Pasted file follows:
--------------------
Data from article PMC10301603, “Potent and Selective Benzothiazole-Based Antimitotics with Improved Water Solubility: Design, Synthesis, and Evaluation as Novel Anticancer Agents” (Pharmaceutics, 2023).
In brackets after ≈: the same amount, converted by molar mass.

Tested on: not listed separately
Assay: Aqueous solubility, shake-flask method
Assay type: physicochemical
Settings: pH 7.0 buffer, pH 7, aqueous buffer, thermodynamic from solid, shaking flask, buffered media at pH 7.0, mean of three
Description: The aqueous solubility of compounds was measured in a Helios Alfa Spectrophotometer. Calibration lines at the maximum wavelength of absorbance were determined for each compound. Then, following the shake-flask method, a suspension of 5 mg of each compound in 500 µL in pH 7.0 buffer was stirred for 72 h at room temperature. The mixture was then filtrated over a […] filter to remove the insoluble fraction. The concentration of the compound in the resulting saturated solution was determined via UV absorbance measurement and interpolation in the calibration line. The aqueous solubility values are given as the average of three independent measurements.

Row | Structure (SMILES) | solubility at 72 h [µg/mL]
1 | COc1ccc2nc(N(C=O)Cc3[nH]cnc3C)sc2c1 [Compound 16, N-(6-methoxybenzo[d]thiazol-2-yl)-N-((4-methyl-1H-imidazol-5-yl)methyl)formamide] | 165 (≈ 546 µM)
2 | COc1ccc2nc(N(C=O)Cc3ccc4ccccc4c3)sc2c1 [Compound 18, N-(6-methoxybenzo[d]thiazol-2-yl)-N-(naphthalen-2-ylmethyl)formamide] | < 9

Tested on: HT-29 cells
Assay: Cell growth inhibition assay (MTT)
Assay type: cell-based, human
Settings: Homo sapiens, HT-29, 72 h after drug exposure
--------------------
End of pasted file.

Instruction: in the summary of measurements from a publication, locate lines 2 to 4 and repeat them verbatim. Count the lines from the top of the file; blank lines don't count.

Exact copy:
In brackets after ≈: the same amount, converted by molar mass.

Tested on: not listed separately
Assay: Aqueous solubility, shake-flask method